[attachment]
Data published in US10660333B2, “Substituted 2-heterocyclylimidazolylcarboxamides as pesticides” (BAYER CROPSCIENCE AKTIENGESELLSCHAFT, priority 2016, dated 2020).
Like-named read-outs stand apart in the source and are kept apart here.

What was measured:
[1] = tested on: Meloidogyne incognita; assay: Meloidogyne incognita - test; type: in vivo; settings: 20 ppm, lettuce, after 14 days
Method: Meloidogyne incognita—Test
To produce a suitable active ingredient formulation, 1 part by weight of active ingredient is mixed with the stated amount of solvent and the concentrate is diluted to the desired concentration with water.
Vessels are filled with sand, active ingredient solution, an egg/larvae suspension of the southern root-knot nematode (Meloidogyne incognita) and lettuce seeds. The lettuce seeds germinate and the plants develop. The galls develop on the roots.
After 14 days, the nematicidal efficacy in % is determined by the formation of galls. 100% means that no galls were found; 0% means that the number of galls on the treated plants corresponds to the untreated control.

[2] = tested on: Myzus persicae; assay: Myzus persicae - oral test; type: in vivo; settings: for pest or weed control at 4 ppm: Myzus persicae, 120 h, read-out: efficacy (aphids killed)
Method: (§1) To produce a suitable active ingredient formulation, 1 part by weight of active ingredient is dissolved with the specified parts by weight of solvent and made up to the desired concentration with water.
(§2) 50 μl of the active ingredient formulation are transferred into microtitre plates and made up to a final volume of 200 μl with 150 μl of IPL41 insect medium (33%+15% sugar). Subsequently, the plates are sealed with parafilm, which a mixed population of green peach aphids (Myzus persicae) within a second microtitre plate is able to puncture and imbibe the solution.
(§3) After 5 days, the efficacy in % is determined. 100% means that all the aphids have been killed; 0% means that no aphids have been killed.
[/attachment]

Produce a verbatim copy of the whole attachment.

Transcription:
Data published in US10660333B2, “Substituted 2-heterocyclylimidazolylcarboxamides as pesticides” (BAYER CROPSCIENCE AKTIENGESELLSCHAFT, priority 2016, dated 2020).
Like-named read-outs stand apart in the source and are kept apart here.

What was measured:
[1] = tested on: Meloidogyne incognita; assay: Meloidogyne incognita - test; type: in vivo; settings: 20 ppm, lettuce, after 14 days
Method: Meloidogyne incognita—Test
To produce a suitable active ingredient formulation, 1 part by weight of active ingredient is mixed with the stated amount of solvent and the concentrate is diluted to the desired concentration with water.
Vessels are filled with sand, active ingredient solution, an egg/larvae suspension of the southern root-knot nematode (Meloidogyne incognita) and lettuce seeds. The lettuce seeds germinate and the plants develop. The galls develop on the roots.
After 14 days, the nematicidal efficacy in % is determined by the formation of galls. 100% means that no galls were found; 0% means that the number of galls on the treated plants corresponds to the untreated control.

[2] = tested on: Myzus persicae; assay: Myzus persicae - oral test; type: in vivo; settings: for pest or weed control at 4 ppm: Myzus persicae, 120 h, read-out: efficacy (aphids killed)
Method: (§1) To produce a suitable active ingredient formulation, 1 part by weight of active ingredient is dissolved with the specified parts by weight of solvent and made up to the desired concentration with water.
(§2) 50 μl of the active ingredient formulation are transferred into microtitre plates and made up to a final volume of 200 μl with 150 μl of IPL41 insect medium (33%+15% sugar). Subsequently, the plates are sealed with parafilm, which a mixed population of green peach aphids (Myzus persicae) within a second microtitre plate is able to puncture and imbibe the solution.
(§3) After 5 days, the efficacy in % is determined. 100% means that all the aphids have been killed; 0% means that no aphids have been killed.